Stories that Inspire: Diabetes & Erectile Dysfunction

Author: Bob C., Oklahoma

Bob C. is an engineer living in Oklahoma with his wife. He has grown children and loves being involved in his community. He is 48 years old and was diagnosed with diabetes in 2012 at the age of 38. Bob wanted to share the start of his diagnosis and story, along with the top things he learned along the way about himself and erectile dysfunction.

Bob’s Story

2012 was a very life changing year, full of unexpected events and outcomes- and honestly, things I never thought I would be facing. I was diagnosed in February 2012, and I vividly remember the morning I knew something was off. I had actually been mugged outside of my downtown office, and as I sat at the police station filling out reports and giving statements, this overwhelming need for liquids came over me.

This wasn’t like any thirst I had experienced before, and even with the water the officer brought me; I could not get enough. Nothing quenched my thirst. This went on for weeks before I thought to mention it to my wife, Heather. She asked me what I was experiencing, and I filled her in, but even she was not overly concerned. I had always been healthy, so much, that some would call me a “health nut” regularly. I did make an appointment with my primary doctor just for a check-up, as it had been several years since I had a physical exam or wellness check.

In the week prior to my appointment, I also noticed that I was not urinating as much as usual, but the urgency was still screaming at me. At my appointment, they did a physical, asked lots of questions, and did lots of bloodwork. The doctor mentioned low testosterone, diabetes, or even some more serious medical ailments.

The next morning, the doctor’s office called and alerted me to my bloodwork, which was showing signs of diabetes. After some fasting, more tests, and meeting with a new specialist over the following weeks- I was diagnosed with type 2 diabetes, and instantly began my “new” life. Thankfully, I had a supportive wife and family who were next to me each and every moment I needed them. They also knew enough about me to know that I would need to find my footing, and also were great at giving me space when I needed it.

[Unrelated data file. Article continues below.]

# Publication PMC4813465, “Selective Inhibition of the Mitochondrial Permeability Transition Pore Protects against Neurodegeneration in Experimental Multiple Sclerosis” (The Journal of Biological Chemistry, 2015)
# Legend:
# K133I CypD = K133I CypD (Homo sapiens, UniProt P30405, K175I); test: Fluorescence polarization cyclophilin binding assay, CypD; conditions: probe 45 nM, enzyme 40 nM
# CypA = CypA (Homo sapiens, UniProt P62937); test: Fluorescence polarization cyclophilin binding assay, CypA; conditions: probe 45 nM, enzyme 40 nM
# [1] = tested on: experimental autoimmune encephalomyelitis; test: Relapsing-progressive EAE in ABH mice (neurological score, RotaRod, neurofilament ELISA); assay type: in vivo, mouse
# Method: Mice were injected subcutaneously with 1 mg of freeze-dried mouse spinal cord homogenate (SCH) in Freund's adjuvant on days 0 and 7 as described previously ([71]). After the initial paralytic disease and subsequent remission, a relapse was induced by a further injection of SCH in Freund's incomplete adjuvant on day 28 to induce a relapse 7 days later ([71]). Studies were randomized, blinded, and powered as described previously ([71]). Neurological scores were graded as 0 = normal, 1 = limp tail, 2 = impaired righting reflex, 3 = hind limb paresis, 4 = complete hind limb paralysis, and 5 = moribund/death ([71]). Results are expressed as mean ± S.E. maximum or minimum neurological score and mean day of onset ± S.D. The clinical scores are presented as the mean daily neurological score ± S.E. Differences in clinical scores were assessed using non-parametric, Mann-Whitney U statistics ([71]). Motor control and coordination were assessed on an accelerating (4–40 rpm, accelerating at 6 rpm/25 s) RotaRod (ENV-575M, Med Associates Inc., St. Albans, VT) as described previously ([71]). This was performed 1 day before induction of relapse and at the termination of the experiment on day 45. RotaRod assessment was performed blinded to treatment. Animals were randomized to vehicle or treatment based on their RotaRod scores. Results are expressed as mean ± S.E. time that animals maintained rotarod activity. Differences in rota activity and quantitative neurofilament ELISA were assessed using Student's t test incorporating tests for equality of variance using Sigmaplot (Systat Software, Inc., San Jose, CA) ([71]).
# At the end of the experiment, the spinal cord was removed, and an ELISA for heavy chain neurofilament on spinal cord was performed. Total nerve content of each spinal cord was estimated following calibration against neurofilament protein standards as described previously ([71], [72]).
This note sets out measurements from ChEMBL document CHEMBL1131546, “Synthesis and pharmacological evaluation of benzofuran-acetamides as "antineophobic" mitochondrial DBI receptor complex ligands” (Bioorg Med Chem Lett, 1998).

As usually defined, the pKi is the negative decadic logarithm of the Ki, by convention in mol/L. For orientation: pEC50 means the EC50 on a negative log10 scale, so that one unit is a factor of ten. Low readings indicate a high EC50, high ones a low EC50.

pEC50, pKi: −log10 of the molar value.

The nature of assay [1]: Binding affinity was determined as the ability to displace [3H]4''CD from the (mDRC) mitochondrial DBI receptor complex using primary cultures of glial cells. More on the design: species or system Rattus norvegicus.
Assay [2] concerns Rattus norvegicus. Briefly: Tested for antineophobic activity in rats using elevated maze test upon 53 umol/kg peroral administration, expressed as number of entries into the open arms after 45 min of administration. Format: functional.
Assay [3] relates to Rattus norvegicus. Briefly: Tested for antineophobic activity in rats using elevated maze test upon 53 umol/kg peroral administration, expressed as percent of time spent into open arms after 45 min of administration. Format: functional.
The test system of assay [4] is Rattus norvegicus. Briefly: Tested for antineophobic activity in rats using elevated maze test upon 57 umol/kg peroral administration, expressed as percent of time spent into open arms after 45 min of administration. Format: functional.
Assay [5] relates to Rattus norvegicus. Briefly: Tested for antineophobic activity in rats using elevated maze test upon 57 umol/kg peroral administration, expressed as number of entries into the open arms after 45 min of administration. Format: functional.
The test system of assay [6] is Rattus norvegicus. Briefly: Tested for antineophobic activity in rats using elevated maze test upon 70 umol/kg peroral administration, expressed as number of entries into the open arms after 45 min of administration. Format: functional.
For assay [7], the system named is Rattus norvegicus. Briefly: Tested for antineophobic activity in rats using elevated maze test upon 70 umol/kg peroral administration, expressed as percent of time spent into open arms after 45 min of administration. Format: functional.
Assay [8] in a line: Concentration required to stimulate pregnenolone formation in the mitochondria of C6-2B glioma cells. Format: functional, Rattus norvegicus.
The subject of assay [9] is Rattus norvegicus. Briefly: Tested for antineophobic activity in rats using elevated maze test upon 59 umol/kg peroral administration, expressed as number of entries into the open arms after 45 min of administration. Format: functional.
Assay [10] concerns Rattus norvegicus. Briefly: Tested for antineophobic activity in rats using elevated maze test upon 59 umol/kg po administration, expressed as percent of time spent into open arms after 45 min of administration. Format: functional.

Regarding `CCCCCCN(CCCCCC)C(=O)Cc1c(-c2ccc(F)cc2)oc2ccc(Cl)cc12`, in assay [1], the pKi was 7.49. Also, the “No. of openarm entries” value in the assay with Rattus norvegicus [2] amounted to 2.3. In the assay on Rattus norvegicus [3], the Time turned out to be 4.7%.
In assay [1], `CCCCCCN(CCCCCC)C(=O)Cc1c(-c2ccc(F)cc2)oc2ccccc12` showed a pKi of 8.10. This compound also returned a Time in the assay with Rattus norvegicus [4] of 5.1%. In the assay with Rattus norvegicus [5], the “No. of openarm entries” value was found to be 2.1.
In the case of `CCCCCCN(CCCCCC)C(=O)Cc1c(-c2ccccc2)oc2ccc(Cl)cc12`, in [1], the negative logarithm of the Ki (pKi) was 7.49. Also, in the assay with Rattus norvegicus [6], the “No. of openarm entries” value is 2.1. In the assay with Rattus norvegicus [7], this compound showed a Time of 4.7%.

It is important and vital that patients remember they are in charge of their care and can help with their decision making. It is imperative that patients speak up for themselves when side effects begin to arise- and they will. While the first few years of diabetes can feel like such dark times, it is also a time to really rediscover yourself and all of the things that bring you light in this life.

These are the top things I think were vital to keeping my sanity and continuing to live, while befriending my diabetes.

#1: Focus on the things you can control.

In life, things happen. Most often they are out of our control, and we are merely along for the ride. So, choose to ride positively- taking the good and the bad as it comes. Upon receiving my diagnosis, I avoided the thought, “why me?” because truth is, it happens to SO many people. Every day. At this point, I choose to only put my energy into keeping my levels where they needed to be and LIVING MY LIFE. So many of us diabetic folk tend to center our entire lives around the diabetes and forget to live. I did not want to be that person, and now speak out in support groups and to other diabetic patients about remembering to LIVE. Quality of life is everything and while diabetes does suck, it is only one “blip” in the story of your life. Focus on the things you can control and the things that bring you peace.

#2: You can, and you will find your strength.

Diabetes does require sudden and careful life changes and planning- but it is all doable. For me, learning my medications was a true challenge and finding the right levels and dosages was really frustrating. The psychological barriers were also difficult in restructuring my everyday routines, and some days it was very difficult to pull myself up off of the couch and get moving.